Personal Pension  

Play it by the rules

One of the stated aims of the new pension landscape post A-day (‘pensions simplification’) was to get the multiple regimes that then existed down to just one pension regime.

Great in theory but in practice it was never going to be that easy. The government’s desire not to retrospectively penalise people meant that rules to protect existing funds would be needed, and so the idea of ‘protection’ was devised.

Now, with the further proposed changes to the lifetime allowance scheduled for 2014, there will be five different protection regimes, with the ability in some circumstances for them to double up.

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As the 2006 rules introduced the idea of a lifetime allowance, the protection rules allowed the chance to protect values above the prescribed amount. Before we continue, let us just have a quick reminder of the rules as they stand.

Primary protection gives you an enhanced LTA, based on future increases to the standard LTA. It means you can have more pension savings without paying the LTA charge, while still being able to pay contributions. You could only elect for primary protection if you had built up pension savings of more than £1.5m on 5 April 2006, and the application needed to have been made by 5 April 2009.

Individuals who applied for primary protection should have received a certificate from HM Revenue & Customs showing their LTA enhancement factor.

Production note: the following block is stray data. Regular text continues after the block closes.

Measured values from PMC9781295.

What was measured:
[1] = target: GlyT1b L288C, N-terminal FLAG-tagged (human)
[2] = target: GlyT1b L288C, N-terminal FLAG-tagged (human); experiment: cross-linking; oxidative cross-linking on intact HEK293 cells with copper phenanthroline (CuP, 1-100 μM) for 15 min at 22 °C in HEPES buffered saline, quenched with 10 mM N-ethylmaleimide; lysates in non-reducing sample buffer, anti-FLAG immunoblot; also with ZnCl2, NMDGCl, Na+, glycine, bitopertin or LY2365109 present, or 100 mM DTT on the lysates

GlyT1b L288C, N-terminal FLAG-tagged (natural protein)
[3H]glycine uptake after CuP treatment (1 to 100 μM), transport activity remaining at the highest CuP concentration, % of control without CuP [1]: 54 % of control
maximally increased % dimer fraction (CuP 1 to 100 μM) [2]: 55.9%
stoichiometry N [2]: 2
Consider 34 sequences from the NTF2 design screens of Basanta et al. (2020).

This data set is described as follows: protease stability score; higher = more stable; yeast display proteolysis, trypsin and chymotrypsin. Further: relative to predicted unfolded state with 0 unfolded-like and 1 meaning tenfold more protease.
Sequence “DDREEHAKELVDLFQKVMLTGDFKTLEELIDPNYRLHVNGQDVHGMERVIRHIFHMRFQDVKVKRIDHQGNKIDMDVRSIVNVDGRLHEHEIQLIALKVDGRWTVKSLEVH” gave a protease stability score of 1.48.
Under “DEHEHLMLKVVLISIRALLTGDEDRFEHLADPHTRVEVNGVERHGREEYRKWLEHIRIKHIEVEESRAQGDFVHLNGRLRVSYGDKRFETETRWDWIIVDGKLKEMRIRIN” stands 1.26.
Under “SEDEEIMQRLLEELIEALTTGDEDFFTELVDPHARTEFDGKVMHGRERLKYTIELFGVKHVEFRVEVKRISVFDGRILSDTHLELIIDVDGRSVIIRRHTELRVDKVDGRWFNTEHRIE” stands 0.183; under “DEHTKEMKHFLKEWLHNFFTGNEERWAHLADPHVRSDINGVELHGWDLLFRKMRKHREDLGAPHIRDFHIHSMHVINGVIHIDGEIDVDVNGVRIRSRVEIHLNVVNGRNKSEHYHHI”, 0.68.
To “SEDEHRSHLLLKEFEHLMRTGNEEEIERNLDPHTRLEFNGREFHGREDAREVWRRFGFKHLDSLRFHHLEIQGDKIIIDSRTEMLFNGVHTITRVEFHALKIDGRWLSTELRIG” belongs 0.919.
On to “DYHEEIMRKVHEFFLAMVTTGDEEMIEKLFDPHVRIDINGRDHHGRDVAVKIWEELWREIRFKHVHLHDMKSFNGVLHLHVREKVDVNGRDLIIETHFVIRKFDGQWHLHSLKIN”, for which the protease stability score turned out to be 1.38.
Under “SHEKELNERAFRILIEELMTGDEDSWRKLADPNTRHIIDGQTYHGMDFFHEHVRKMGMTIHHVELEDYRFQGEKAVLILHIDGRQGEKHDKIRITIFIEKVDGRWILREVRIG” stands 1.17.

There was also the option of applying for enhanced protection to avoid paying the LTA charge, but a number of conditions came with enhanced protection.

It was possible to apply for enhanced protection even if the capital value of pension benefits was below the LTA at 5 April 2006.

It was designed for those members who believed that their pension fund, or growth in its value, would mean that it would be worth more than the LTA. If a person applied for enhanced protection they normally could not pay further pension contributions to a registered pension scheme or accrue benefits under a defined benefit scheme.

It is possible to lose or give up enhanced protection. If this happens then HMRC must be notified.

Those who applied for primary and enhanced protection will have a certificate showing that they have enhanced protection. Enhanced protection has precedence over primary protection. This means that, following any loss or revocation, HMRC will send a primary protection certificate.

The LTA gradually increased to £1.8m by 2010/2011 but from 6 April 2012 it was reduced to £1.5m. Fixed protection allowed individuals to retain an LTA of £1.8m so that there would be no LTA charge for pensions up to this level. Fixed protection 2012 has similar conditions to enhanced protection – namely the requirement for cessation of contributions and accrual. Registration for this protection had to be made prior to 6 April 2012. It was not possible to have fixed protection in addition to either primary or enhanced protection.

From 6 April 2014 the LTA will be reduced to £1.25m and, surprise, surprise, a couple of new forms of protection are on the cards.